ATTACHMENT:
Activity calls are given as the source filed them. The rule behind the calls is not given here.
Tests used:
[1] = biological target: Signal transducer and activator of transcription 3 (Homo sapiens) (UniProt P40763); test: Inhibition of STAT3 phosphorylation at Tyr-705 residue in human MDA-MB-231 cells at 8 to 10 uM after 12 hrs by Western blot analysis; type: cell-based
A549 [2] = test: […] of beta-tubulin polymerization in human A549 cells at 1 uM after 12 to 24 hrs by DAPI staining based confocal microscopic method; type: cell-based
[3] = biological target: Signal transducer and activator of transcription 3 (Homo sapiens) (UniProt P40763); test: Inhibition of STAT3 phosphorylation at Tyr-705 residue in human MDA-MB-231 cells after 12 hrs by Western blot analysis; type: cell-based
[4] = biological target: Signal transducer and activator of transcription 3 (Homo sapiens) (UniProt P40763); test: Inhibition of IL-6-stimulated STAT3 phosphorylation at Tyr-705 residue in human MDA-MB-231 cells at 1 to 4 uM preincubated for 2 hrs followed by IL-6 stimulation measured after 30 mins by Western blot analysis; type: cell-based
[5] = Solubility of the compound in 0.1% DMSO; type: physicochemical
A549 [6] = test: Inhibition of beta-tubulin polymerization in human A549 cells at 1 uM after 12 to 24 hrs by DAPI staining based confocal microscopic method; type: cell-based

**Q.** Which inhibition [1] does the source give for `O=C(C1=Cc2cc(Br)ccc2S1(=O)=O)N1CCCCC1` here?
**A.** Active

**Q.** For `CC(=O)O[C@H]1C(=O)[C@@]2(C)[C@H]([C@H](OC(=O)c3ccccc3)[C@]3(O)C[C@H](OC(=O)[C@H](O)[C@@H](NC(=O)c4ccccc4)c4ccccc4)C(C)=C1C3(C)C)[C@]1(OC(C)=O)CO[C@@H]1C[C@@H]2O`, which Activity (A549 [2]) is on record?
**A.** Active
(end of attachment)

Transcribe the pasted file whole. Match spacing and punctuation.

Activity calls are given as the source filed them. The rule behind the calls is not given here.
Tests used:
[1] = biological target: Signal transducer and activator of transcription 3 (Homo sapiens) (UniProt P40763); test: Inhibition of STAT3 phosphorylation at Tyr-705 residue in human MDA-MB-231 cells at 8 to 10 uM after 12 hrs by Western blot analysis; type: cell-based
A549 [2] = test: […] of beta-tubulin polymerization in human A549 cells at 1 uM after 12 to 24 hrs by DAPI staining based confocal microscopic method; type: cell-based
[3] = biological target: Signal transducer and activator of transcription 3 (Homo sapiens) (UniProt P40763); test: Inhibition of STAT3 phosphorylation at Tyr-705 residue in human MDA-MB-231 cells after 12 hrs by Western blot analysis; type: cell-based
[4] = biological target: Signal transducer and activator of transcription 3 (Homo sapiens) (UniProt P40763); test: Inhibition of IL-6-stimulated STAT3 phosphorylation at Tyr-705 residue in human MDA-MB-231 cells at 1 to 4 uM preincubated for 2 hrs followed by IL-6 stimulation measured after 30 mins by Western blot analysis; type: cell-based
[5] = Solubility of the compound in 0.1% DMSO; type: physicochemical
A549 [6] = test: Inhibition of beta-tubulin polymerization in human A549 cells at 1 uM after 12 to 24 hrs by DAPI staining based confocal microscopic method; type: cell-based

**Q.** Which inhibition [1] does the source give for `O=C(C1=Cc2cc(Br)ccc2S1(=O)=O)N1CCCCC1` here?
**A.** Active

**Q.** For `CC(=O)O[C@H]1C(=O)[C@@]2(C)[C@H]([C@H](OC(=O)c3ccccc3)[C@]3(O)C[C@H](OC(=O)[C@H](O)[C@@H](NC(=O)c4ccccc4)c4ccccc4)C(C)=C1C3(C)C)[C@]1(OC(C)=O)CO[C@@H]1C[C@@H]2O`, which Activity (A549 [2]) is on record?
**A.** Active